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A new type of leadership that is genuine and values based laden known as authentic leadership has emerged (Zhang, Bowers, & Mao, 2020). This form of leadership acknowledges and accommodates the legitimate needs of cultures, communities, organizations, groups and even individuals in an integrative way, rather than only being centred around organizational perspectives (Begley, 2001). George and Sims (2007, pp. 131–132) described authentic leaders as: ‘develop self-awareness from their experiences; act on that awareness by practicing their values, sometimes at substantial risk; balance their motivations with both internal and external drives; keep a strong support team around themselves; and, live integrated, grounded lives’.
Early critiques to emerging authentic leadership theories described it as lacking some of the key elements of an effective leader. Particularly, it lacks focus on the leader but rather focused on the process and leadership practices a leader enacts to influence their followers (Zhang, Bowers, & Mao, 2020). Crawford et al. (2020, p. 22) later defined authentic leaders as initials who ‘influence and motivate followers to achieve goals through their sincerity and positive moral perspective, enabled through heightened awareness and balanced processing’. Other researchers concluded authentic leaders are individuals who exhibit behaviours in four ways: self-awareness; relational transparency; balanced processing; and internalized moral perspective (Shapira-Lishchinsky & Levy-Gazenfrantz, 2016; Shapira-Lishchinsky & Tsemach, 2014).
Kulophas et al. (2015) placed the concept of authentic leadership in an educational context. They viewed authentic school leaders as one ‘who aspires to understand oneself and their teachers and behave in accordance to one’s core values to steer the school towards its goals’. Authentic educational leaders focus on their self-knowledge, is sensitive to the orientations of others that leads to a synergy of leadership action (Srivastava & Dhar, 2019). Authentic leaders have the inner ability to practice what they preach and lead their followers by setting examples (Srivastava & Shree, 2019). Furthermore, authentic leaders are motivated to encourage their followers to become leaders in the future (Wang et al., 2014).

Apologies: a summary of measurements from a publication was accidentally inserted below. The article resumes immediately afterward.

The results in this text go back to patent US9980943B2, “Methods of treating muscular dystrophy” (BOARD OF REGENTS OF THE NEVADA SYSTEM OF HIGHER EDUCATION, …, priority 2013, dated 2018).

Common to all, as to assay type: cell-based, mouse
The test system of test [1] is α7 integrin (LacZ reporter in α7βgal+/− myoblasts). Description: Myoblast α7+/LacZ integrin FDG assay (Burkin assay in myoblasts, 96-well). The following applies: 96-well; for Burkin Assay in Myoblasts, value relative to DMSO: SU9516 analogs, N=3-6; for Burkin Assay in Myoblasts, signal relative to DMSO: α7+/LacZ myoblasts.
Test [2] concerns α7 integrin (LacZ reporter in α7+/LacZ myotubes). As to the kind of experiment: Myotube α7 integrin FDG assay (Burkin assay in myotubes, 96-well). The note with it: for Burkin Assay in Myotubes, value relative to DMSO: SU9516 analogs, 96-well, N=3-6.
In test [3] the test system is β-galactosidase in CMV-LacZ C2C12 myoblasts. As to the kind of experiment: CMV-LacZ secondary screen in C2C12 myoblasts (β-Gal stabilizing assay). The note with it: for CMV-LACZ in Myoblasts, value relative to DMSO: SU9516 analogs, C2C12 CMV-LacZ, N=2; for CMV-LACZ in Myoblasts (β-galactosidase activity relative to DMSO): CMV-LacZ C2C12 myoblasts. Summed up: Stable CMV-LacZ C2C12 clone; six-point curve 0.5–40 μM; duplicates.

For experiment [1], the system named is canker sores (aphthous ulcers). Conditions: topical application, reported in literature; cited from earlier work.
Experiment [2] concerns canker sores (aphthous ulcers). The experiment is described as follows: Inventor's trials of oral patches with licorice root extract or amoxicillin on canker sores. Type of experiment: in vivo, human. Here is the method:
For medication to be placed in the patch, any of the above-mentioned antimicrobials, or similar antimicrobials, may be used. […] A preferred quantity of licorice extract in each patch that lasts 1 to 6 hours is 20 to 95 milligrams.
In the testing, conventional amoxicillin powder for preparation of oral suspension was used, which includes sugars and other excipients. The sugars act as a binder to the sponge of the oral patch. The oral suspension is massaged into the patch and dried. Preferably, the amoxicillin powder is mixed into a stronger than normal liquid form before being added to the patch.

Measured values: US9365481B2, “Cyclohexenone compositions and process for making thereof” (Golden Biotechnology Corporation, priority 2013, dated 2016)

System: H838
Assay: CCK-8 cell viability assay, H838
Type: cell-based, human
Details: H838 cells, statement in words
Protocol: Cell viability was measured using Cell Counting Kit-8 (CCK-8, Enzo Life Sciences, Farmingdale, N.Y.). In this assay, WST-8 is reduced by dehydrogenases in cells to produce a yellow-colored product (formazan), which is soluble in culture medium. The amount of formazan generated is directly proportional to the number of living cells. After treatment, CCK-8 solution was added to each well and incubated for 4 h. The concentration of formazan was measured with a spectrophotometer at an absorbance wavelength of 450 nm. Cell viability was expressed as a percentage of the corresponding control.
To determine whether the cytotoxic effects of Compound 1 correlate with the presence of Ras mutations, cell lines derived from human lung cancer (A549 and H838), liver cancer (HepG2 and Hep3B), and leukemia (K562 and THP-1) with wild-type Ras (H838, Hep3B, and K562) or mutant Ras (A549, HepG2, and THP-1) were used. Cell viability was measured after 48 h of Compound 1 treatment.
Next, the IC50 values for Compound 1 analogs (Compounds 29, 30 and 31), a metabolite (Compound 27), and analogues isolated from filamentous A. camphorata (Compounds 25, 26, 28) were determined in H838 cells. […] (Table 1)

However, developing authenticity in a school principal is not an easy task (Srivastava & Dhar, 2016). This is due to the school’s limited context that depends on spontaneous situations to occurs in schools. Thus, developing authentic leadership in a school principal requires specific guidelines (Srivastava & Shree, 2019). Branson (2007) stressed authentic leaders should believe in reflective practicing via analyzing and implementing their own values. This clearly indicates that authentic school leaders must adhere to their values before taking any decision (Srivastava & Dhar, 2019). Principals should analyse the situation and implement what they believe is good for all as their decisions affect every section of the education community.
A growing body of evidence has identified principals’ authentic leadership as being related to a series of school desirable outcomes such as teachers’ attitude towards their profession and behaviour, more specifically, organizational citizenship and withdrawal behaviour (Shapira-Lishchinsky & Tsemach, 2014), teacher trust (Fox et al., 2015), emotional intelligence (Shapira-Lishchinsky & Levy-Gazenfrantz, 2016), psychological capital (Feng, 2016), academic optimism (Kulophas et al., 2018), teachers’ intentions to return (Bird et al., 2012) and work engagement (Kulophas et al., 2018; Wang & Bird, 2011). However, the body of knowledge is still relatively limited. Thus, researching more about how principals enact authentic leadership in schools to drive their school towards its goals is critical.